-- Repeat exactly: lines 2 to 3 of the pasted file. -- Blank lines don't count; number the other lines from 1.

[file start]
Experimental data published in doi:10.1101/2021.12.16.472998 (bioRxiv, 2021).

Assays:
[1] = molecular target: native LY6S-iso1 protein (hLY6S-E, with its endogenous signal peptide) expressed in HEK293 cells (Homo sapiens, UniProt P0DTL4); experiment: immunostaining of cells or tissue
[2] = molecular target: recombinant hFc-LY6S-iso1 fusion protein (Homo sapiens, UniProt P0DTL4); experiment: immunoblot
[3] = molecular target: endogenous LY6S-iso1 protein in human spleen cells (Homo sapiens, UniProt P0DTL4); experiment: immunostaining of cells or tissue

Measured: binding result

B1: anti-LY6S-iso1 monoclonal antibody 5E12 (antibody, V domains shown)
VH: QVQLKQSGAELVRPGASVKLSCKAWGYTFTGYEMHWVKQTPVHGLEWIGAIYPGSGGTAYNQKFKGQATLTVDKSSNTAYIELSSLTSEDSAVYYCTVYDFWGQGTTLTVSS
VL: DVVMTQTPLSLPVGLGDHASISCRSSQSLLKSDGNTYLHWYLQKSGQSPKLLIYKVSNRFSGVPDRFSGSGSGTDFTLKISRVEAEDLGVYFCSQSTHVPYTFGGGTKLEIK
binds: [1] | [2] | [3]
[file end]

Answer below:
Assays:
[1] = molecular target: native LY6S-iso1 protein (hLY6S-E, with its endogenous signal peptide) expressed in HEK293 cells (Homo sapiens, UniProt P0DTL4); experiment: immunostaining of cells or tissue